It’s the kind of publicity that anyone would want to avoid; someone snaps a picture of one of your crew members relieving them self on the job site and in plain view of the public.
Is your employee really to blame or is this now a matter of Employer Liability?
Is it their fault? What should they have done? What is your corporate policy in a situation such as this? Did you have a portable facility on site to deal with their personal sanitation needs? Was Brief Relief™ in the glove box?
Employer’s, who have not made a provision for just this circumstance, render their employees and themselves, potentially liable for the violation of several laws. If convicted both employees and employers may be liable for substantial damages for violating such laws. Likewise fines and citations may be issued on the spot by health and safety organizations or by the local police.
The liability of employers for acts of their employees is well established in the law. Just one example of this is employers’ liability for negligent acts of drunken employees. Such liability can lead to substantial damages. Similarly if an employee is charged with criminal conduct for being forced to expose and relieve him or herself in a public manner, the employer could face civil liability and damages.
Equally significant is the potential for employer liability for any damages arising from the employer’s failure to provide an adequate sanitation facility on site.Such damages could, for example, arise from harassment of a female or male employee by coworkers, physical damage to ones bladder or kidneys from “holding it” or for emotional distress inflicted on workers.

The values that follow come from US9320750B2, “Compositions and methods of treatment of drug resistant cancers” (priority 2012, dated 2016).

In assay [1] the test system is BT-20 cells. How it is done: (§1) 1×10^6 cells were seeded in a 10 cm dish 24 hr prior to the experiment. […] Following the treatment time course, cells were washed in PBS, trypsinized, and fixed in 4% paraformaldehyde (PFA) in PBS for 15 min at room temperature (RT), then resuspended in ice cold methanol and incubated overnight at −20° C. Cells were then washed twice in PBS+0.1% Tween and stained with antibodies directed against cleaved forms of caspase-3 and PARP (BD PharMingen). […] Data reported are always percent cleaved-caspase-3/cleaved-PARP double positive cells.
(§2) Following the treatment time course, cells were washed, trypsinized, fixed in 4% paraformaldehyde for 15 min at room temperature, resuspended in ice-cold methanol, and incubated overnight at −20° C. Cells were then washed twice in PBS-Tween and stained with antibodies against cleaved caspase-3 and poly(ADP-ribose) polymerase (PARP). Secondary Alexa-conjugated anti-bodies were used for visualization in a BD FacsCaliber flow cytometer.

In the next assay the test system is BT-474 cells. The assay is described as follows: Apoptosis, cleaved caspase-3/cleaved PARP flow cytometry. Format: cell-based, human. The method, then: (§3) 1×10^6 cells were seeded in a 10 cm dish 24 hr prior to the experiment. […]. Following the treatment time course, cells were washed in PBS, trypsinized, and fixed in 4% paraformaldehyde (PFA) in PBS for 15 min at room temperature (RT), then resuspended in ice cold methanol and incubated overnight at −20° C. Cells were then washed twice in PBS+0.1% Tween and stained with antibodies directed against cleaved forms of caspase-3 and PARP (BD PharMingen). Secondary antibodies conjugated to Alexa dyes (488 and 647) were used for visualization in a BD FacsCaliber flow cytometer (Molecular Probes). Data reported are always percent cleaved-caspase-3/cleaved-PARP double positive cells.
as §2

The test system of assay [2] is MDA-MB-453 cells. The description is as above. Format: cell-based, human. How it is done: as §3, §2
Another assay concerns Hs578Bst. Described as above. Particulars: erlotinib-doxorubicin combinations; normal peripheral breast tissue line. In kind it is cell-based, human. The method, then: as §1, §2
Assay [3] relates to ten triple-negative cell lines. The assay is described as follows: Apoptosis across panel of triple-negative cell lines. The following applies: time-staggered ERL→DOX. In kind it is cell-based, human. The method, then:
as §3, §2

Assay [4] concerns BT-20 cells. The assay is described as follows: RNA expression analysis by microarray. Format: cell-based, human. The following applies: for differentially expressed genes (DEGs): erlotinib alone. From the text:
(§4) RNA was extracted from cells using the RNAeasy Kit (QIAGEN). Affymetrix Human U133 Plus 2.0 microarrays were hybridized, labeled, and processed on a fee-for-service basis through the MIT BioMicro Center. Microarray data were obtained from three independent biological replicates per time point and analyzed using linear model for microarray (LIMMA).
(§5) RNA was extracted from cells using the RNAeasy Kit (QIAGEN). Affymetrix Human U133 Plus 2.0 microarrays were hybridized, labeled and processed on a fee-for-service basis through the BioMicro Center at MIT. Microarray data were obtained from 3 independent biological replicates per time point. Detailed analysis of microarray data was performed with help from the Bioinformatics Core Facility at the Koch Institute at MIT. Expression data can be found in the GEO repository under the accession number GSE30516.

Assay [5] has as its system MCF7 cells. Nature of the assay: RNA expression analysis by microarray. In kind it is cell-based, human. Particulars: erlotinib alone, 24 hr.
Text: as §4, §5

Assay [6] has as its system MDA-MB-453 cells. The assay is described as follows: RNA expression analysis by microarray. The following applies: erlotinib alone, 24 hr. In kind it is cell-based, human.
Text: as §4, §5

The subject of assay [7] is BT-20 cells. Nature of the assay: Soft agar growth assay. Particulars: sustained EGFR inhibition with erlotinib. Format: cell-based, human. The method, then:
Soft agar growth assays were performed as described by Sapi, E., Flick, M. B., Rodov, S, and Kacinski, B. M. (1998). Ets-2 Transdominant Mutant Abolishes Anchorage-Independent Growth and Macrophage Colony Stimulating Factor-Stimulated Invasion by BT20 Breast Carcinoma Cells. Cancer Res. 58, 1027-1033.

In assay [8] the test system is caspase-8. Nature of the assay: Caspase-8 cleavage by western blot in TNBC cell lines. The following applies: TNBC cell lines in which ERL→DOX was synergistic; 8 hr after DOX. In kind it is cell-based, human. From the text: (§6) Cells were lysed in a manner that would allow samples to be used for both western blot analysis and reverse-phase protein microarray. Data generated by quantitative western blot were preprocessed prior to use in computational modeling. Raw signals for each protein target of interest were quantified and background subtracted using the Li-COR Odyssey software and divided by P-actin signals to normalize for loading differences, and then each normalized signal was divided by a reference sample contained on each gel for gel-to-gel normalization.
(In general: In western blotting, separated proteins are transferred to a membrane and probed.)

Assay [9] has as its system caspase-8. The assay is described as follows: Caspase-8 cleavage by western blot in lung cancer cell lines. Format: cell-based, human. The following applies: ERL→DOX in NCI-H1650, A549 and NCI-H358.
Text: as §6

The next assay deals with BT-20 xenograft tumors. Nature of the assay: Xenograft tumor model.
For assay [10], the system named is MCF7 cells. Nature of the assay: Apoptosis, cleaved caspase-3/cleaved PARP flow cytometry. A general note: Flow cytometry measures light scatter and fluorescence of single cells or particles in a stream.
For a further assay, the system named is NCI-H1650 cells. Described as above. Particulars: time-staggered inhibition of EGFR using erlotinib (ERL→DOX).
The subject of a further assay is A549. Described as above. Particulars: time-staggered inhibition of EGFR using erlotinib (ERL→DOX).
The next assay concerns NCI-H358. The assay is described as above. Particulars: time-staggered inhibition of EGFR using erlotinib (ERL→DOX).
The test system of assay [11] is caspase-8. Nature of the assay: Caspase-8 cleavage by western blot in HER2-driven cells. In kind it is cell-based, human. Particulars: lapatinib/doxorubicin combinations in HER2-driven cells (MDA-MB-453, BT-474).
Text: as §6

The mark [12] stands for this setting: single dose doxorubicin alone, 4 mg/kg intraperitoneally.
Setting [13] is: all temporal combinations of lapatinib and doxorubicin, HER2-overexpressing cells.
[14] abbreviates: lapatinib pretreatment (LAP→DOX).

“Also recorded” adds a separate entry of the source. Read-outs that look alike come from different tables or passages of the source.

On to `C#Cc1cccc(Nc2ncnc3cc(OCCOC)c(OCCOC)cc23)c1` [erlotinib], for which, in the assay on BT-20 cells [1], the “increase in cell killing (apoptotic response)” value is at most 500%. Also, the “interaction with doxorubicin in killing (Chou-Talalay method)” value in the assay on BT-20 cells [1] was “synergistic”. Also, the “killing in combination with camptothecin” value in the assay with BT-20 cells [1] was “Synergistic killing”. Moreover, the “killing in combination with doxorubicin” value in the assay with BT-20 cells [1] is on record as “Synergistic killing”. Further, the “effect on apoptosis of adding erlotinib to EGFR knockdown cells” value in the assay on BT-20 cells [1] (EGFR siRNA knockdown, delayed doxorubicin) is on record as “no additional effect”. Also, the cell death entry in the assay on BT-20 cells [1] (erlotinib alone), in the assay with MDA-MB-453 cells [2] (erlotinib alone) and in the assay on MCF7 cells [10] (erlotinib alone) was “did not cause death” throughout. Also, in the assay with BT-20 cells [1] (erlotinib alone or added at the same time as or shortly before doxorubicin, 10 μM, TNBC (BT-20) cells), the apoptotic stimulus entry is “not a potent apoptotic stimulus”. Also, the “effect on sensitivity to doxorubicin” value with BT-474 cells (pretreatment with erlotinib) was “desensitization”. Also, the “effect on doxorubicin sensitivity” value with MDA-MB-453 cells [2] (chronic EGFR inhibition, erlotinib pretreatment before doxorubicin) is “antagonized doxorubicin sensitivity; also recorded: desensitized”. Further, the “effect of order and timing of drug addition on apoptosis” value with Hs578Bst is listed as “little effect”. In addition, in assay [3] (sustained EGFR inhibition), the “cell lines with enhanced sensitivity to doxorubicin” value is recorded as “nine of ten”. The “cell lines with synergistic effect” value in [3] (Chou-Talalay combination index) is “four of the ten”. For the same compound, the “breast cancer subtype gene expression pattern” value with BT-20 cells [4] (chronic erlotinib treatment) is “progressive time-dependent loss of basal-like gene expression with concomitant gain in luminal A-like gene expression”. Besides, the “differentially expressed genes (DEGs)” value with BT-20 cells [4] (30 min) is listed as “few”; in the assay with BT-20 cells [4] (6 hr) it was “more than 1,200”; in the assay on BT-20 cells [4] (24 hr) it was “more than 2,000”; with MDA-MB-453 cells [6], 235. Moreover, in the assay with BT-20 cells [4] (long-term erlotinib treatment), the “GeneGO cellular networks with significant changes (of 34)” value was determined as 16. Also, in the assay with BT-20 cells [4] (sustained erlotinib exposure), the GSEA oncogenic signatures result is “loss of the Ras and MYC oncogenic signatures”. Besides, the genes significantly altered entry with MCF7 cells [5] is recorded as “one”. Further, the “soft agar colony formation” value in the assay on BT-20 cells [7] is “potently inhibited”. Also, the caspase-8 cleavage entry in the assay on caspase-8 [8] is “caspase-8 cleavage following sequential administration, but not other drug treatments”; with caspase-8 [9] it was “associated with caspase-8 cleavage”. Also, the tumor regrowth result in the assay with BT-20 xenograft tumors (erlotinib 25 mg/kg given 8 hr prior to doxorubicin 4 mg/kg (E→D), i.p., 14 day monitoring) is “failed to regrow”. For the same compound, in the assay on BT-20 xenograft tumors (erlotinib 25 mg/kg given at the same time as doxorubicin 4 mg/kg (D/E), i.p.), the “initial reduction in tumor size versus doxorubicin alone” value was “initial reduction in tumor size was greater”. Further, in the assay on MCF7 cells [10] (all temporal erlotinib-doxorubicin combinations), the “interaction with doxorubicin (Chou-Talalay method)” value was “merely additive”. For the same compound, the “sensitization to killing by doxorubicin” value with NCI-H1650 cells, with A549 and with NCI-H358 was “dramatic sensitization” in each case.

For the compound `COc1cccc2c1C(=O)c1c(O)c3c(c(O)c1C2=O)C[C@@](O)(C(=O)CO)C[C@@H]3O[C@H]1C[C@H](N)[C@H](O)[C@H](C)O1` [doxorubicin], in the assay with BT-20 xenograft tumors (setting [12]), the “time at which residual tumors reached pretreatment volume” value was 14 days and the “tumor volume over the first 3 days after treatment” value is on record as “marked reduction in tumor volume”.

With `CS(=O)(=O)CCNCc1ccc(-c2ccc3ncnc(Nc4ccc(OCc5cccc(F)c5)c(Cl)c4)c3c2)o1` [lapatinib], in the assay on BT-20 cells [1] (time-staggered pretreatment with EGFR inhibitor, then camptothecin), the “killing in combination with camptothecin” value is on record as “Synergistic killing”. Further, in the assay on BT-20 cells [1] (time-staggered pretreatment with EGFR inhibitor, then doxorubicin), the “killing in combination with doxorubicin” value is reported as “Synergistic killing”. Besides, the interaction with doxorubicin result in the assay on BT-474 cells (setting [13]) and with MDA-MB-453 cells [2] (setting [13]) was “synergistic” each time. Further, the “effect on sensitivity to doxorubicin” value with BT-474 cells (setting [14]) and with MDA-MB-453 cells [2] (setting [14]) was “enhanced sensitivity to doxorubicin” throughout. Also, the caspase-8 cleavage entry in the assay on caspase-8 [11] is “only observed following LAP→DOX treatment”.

With one phone callyou can avoid:
- Health Risks
- Long Term Disability
- Public Liability and Embarrassment
- Lost Man Hours and Down Time
- Increased Health Insurance Premiums
- Civil Liability and Criminal Charges
Still not convinced that having your employees “hold it” or use the “great outdoors” is risky?
Corporate Image Issues
- Awareness of these acts by the public creates poor impressions and relations.
- Commercial businesses, such as restaurants, may not welcome workers’ use of their restroom facilities.
- The use of some commercial facilities, such as in taverns, creates poor public impressions and/or have been banned for such worker purposes.
- Workers urinating and defecating in public are in violation of local criminal laws related to public urination, disorderly conduct, indecent exposure and/or lascivious acts.
- Workers urinating and defecating in public create a threat of civil litigation to the employee and the corporation.
- Workers urinating and defecating in public create a threat of regulatory citations.
They say a picture is worth a thousand words….I wonder how much 60 seconds of video would cost your company!